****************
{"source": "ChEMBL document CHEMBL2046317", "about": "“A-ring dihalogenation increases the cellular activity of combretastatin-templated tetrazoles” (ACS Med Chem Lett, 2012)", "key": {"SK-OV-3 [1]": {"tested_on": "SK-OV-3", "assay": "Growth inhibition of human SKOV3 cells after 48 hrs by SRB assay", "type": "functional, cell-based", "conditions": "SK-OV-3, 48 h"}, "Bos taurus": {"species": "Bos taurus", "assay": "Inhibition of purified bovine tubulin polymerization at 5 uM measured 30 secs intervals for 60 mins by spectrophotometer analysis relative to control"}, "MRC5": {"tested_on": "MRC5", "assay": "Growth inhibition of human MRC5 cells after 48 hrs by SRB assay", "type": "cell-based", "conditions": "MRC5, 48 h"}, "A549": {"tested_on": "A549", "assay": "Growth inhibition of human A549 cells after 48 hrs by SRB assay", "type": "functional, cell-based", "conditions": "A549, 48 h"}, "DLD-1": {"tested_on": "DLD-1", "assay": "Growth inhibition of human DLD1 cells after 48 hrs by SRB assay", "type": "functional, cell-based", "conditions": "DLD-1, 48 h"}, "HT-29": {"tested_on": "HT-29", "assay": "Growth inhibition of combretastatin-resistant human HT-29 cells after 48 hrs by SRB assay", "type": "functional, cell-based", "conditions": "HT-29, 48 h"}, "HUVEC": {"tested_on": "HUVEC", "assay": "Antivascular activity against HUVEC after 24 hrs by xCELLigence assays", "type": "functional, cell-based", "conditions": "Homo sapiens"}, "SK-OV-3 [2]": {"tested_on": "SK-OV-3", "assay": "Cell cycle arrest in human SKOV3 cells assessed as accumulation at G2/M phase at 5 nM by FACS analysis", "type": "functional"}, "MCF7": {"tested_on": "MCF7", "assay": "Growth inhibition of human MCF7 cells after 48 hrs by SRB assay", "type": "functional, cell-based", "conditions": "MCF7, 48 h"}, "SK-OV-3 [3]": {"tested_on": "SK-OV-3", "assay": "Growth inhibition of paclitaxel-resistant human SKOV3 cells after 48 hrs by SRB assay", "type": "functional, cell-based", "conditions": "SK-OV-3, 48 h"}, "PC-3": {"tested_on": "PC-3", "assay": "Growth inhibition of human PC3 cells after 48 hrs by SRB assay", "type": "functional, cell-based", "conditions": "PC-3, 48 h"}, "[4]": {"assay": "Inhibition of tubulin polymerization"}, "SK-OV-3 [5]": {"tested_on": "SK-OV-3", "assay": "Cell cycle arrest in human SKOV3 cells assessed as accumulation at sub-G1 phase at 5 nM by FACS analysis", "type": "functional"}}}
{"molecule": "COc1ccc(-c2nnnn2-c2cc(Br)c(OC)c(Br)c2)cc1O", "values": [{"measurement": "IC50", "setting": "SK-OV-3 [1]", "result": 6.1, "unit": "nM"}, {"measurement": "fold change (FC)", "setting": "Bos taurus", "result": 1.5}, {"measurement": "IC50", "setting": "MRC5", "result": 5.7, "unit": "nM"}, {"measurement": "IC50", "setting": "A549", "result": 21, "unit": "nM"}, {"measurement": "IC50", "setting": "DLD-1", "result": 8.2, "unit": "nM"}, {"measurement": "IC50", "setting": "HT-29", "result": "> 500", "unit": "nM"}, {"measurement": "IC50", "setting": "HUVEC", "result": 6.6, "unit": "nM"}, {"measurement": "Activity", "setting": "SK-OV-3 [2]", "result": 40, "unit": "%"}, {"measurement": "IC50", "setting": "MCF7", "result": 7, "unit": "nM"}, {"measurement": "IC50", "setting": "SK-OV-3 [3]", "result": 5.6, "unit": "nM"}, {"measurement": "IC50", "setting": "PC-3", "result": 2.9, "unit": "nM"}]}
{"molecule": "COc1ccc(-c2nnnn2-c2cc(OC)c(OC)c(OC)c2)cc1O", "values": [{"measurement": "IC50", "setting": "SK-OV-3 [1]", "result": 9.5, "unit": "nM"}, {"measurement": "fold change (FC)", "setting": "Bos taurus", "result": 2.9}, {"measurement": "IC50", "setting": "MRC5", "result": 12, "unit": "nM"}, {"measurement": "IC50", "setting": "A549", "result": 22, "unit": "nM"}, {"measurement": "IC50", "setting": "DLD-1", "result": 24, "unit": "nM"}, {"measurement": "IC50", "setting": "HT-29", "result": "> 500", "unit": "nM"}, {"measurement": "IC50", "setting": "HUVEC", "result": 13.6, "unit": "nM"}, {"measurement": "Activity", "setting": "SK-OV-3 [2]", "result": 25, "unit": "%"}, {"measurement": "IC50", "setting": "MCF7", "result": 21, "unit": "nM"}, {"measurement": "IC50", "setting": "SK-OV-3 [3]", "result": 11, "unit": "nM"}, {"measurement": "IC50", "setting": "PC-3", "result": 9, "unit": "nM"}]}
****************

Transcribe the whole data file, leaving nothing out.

{"source": "ChEMBL document CHEMBL2046317", "about": "“A-ring dihalogenation increases the cellular activity of combretastatin-templated tetrazoles” (ACS Med Chem Lett, 2012)", "key": {"SK-OV-3 [1]": {"tested_on": "SK-OV-3", "assay": "Growth inhibition of human SKOV3 cells after 48 hrs by SRB assay", "type": "functional, cell-based", "conditions": "SK-OV-3, 48 h"}, "Bos taurus": {"species": "Bos taurus", "assay": "Inhibition of purified bovine tubulin polymerization at 5 uM measured 30 secs intervals for 60 mins by spectrophotometer analysis relative to control"}, "MRC5": {"tested_on": "MRC5", "assay": "Growth inhibition of human MRC5 cells after 48 hrs by SRB assay", "type": "cell-based", "conditions": "MRC5, 48 h"}, "A549": {"tested_on": "A549", "assay": "Growth inhibition of human A549 cells after 48 hrs by SRB assay", "type": "functional, cell-based", "conditions": "A549, 48 h"}, "DLD-1": {"tested_on": "DLD-1", "assay": "Growth inhibition of human DLD1 cells after 48 hrs by SRB assay", "type": "functional, cell-based", "conditions": "DLD-1, 48 h"}, "HT-29": {"tested_on": "HT-29", "assay": "Growth inhibition of combretastatin-resistant human HT-29 cells after 48 hrs by SRB assay", "type": "functional, cell-based", "conditions": "HT-29, 48 h"}, "HUVEC": {"tested_on": "HUVEC", "assay": "Antivascular activity against HUVEC after 24 hrs by xCELLigence assays", "type": "functional, cell-based", "conditions": "Homo sapiens"}, "SK-OV-3 [2]": {"tested_on": "SK-OV-3", "assay": "Cell cycle arrest in human SKOV3 cells assessed as accumulation at G2/M phase at 5 nM by FACS analysis", "type": "functional"}, "MCF7": {"tested_on": "MCF7", "assay": "Growth inhibition of human MCF7 cells after 48 hrs by SRB assay", "type": "functional, cell-based", "conditions": "MCF7, 48 h"}, "SK-OV-3 [3]": {"tested_on": "SK-OV-3", "assay": "Growth inhibition of paclitaxel-resistant human SKOV3 cells after 48 hrs by SRB assay", "type": "functional, cell-based", "conditions": "SK-OV-3, 48 h"}, "PC-3": {"tested_on": "PC-3", "assay": "Growth inhibition of human PC3 cells after 48 hrs by SRB assay", "type": "functional, cell-based", "conditions": "PC-3, 48 h"}, "[4]": {"assay": "Inhibition of tubulin polymerization"}, "SK-OV-3 [5]": {"tested_on": "SK-OV-3", "assay": "Cell cycle arrest in human SKOV3 cells assessed as accumulation at sub-G1 phase at 5 nM by FACS analysis", "type": "functional"}}}
{"molecule": "COc1ccc(-c2nnnn2-c2cc(Br)c(OC)c(Br)c2)cc1O", "values": [{"measurement": "IC50", "setting": "SK-OV-3 [1]", "result": 6.1, "unit": "nM"}, {"measurement": "fold change (FC)", "setting": "Bos taurus", "result": 1.5}, {"measurement": "IC50", "setting": "MRC5", "result": 5.7, "unit": "nM"}, {"measurement": "IC50", "setting": "A549", "result": 21, "unit": "nM"}, {"measurement": "IC50", "setting": "DLD-1", "result": 8.2, "unit": "nM"}, {"measurement": "IC50", "setting": "HT-29", "result": "> 500", "unit": "nM"}, {"measurement": "IC50", "setting": "HUVEC", "result": 6.6, "unit": "nM"}, {"measurement": "Activity", "setting": "SK-OV-3 [2]", "result": 40, "unit": "%"}, {"measurement": "IC50", "setting": "MCF7", "result": 7, "unit": "nM"}, {"measurement": "IC50", "setting": "SK-OV-3 [3]", "result": 5.6, "unit": "nM"}, {"measurement": "IC50", "setting": "PC-3", "result": 2.9, "unit": "nM"}]}
{"molecule": "COc1ccc(-c2nnnn2-c2cc(OC)c(OC)c(OC)c2)cc1O", "values": [{"measurement": "IC50", "setting": "SK-OV-3 [1]", "result": 9.5, "unit": "nM"}, {"measurement": "fold change (FC)", "setting": "Bos taurus", "result": 2.9}, {"measurement": "IC50", "setting": "MRC5", "result": 12, "unit": "nM"}, {"measurement": "IC50", "setting": "A549", "result": 22, "unit": "nM"}, {"measurement": "IC50", "setting": "DLD-1", "result": 24, "unit": "nM"}, {"measurement": "IC50", "setting": "HT-29", "result": "> 500", "unit": "nM"}, {"measurement": "IC50", "setting": "HUVEC", "result": 13.6, "unit": "nM"}, {"measurement": "Activity", "setting": "SK-OV-3 [2]", "result": 25, "unit": "%"}, {"measurement": "IC50", "setting": "MCF7", "result": 21, "unit": "nM"}, {"measurement": "IC50", "setting": "SK-OV-3 [3]", "result": 11, "unit": "nM"}, {"measurement": "IC50", "setting": "PC-3", "result": 9, "unit": "nM"}]}